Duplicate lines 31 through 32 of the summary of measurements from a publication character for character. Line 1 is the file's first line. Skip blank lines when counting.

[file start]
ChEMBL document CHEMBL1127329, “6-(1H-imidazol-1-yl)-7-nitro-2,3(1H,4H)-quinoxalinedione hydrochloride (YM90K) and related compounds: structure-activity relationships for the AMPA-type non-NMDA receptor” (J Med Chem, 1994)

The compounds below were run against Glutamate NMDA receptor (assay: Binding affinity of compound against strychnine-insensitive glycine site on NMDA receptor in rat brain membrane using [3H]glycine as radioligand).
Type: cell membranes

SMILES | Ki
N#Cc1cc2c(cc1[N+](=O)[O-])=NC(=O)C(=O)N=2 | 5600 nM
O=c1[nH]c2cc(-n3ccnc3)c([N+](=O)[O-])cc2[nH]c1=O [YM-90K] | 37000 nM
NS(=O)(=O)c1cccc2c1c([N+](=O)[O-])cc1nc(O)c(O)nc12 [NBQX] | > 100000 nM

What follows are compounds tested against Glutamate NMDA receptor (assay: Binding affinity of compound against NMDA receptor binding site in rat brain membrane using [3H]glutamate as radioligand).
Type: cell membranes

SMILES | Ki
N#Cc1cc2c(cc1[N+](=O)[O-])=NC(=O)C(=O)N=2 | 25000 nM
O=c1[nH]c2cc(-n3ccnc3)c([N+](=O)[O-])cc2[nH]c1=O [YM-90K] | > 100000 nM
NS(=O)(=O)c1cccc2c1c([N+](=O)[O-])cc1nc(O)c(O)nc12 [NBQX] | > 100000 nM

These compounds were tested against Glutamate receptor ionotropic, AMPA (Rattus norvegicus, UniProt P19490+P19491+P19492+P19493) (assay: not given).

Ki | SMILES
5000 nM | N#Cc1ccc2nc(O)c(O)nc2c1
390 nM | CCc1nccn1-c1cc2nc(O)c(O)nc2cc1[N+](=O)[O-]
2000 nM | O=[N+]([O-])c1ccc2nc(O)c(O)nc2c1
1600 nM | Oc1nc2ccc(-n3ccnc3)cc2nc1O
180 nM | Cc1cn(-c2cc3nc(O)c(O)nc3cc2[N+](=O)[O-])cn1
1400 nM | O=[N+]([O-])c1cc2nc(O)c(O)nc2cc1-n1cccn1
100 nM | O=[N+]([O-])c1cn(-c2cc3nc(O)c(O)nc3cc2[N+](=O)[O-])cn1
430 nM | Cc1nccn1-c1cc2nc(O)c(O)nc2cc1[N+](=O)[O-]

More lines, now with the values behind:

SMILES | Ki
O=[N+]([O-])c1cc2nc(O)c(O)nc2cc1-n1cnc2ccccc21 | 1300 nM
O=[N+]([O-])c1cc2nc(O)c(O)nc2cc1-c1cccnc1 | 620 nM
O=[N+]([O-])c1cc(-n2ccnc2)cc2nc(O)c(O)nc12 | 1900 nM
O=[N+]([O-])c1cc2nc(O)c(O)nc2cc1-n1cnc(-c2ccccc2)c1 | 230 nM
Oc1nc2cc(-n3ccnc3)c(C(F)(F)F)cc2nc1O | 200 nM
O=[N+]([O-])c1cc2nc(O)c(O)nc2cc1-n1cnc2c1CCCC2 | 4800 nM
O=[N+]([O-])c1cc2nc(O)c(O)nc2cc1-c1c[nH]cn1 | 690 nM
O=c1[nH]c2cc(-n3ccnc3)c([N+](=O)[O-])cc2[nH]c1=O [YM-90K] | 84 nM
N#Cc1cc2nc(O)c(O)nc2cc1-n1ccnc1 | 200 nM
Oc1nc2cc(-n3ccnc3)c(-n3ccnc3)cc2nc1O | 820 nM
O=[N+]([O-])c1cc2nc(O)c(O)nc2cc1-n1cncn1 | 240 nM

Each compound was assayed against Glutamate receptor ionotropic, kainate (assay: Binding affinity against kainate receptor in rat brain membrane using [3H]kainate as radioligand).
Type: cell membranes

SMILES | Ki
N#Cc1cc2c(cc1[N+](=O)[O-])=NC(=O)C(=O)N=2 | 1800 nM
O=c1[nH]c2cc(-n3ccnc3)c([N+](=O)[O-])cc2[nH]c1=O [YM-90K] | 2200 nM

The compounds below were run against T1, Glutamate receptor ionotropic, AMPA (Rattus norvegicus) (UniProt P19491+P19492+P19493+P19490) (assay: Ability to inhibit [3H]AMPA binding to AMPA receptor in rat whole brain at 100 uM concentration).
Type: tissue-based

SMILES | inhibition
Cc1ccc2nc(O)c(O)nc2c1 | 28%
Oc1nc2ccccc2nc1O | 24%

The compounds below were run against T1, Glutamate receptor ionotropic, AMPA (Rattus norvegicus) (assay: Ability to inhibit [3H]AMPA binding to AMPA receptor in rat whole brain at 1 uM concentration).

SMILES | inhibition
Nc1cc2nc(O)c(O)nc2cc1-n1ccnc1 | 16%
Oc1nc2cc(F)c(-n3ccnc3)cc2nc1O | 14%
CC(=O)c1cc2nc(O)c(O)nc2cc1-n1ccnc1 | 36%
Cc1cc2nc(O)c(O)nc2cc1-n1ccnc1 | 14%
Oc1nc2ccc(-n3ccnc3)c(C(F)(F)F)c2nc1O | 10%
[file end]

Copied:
O=[N+]([O-])c1cc2nc(O)c(O)nc2cc1-n1cnc2c1CCCC2 | 4800 nM
O=[N+]([O-])c1cc2nc(O)c(O)nc2cc1-c1c[nH]cn1 | 690 nM